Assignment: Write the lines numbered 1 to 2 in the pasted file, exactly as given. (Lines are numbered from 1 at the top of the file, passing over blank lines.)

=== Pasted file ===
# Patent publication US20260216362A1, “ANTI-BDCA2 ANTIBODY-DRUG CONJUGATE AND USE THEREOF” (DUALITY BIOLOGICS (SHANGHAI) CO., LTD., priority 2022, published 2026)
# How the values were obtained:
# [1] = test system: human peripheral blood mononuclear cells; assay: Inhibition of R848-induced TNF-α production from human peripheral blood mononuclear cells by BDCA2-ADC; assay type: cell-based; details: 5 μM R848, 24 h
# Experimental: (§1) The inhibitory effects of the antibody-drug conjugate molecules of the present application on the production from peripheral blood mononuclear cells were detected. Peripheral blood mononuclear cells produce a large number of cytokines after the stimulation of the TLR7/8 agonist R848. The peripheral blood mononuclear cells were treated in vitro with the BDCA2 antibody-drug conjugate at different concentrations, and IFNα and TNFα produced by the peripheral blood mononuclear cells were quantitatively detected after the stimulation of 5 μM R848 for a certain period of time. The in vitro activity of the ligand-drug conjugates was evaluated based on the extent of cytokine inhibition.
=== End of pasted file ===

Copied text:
# Patent publication US20260216362A1, “ANTI-BDCA2 ANTIBODY-DRUG CONJUGATE AND USE THEREOF” (DUALITY BIOLOGICS (SHANGHAI) CO., LTD., priority 2022, published 2026)
# How the values were obtained: